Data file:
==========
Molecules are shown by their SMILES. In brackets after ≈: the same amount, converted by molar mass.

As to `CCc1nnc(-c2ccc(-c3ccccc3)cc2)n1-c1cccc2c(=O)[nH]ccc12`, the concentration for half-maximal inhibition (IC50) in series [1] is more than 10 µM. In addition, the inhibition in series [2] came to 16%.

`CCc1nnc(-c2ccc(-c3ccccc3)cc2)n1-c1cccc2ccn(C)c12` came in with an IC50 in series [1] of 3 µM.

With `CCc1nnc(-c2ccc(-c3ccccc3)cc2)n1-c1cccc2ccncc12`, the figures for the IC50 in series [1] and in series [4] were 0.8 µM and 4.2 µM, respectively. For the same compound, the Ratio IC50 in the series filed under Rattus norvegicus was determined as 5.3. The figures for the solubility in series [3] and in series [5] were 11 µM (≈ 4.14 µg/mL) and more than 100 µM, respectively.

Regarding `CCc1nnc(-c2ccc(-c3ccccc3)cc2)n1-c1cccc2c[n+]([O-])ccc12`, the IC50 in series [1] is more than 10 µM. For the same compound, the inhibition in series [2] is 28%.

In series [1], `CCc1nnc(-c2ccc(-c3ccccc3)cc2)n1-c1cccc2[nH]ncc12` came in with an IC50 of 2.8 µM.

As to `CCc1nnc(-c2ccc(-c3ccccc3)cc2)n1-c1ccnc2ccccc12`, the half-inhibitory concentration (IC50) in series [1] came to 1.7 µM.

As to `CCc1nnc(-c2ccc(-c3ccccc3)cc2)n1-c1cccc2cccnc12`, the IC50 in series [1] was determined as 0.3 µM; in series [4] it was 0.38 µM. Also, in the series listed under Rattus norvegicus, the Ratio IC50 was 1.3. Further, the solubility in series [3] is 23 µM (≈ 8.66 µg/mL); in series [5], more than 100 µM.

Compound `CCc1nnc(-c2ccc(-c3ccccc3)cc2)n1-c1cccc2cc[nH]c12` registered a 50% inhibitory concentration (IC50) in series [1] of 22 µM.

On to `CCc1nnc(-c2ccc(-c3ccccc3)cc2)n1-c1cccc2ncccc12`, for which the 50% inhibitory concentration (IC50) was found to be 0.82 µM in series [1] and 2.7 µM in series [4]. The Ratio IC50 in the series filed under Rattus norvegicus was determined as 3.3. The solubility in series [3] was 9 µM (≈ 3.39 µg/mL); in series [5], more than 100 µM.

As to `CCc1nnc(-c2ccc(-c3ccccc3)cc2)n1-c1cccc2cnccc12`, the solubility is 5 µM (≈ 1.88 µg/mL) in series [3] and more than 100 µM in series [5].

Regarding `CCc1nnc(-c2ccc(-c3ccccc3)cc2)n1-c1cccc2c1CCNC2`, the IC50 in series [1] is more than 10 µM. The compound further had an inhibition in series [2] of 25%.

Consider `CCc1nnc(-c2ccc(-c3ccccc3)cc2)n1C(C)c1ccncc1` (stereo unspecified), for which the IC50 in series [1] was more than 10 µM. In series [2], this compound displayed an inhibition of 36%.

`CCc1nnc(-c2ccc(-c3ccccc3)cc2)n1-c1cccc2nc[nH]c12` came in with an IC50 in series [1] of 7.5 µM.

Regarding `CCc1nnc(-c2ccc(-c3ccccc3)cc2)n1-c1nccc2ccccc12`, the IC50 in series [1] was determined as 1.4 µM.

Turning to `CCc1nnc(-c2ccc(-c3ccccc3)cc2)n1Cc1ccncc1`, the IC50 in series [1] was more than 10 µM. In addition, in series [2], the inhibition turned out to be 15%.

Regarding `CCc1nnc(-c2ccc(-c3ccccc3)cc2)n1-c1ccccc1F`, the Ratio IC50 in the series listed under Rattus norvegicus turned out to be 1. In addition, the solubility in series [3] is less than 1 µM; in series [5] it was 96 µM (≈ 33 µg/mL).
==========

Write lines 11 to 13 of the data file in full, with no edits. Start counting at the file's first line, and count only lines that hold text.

As to `CCc1nnc(-c2ccc(-c3ccccc3)cc2)n1-c1cccc2cnccc12`, the solubility is 5 µM (≈ 1.88 µg/mL) in series [3] and more than 100 µM in series [5].

Regarding `CCc1nnc(-c2ccc(-c3ccccc3)cc2)n1-c1cccc2c1CCNC2`, the IC50 in series [1] is more than 10 µM. The compound further had an inhibition in series [2] of 25%.

Consider `CCc1nnc(-c2ccc(-c3ccccc3)cc2)n1C(C)c1ccncc1` (stereo unspecified), for which the IC50 in series [1] was more than 10 µM. In series [2], this compound displayed an inhibition of 36%.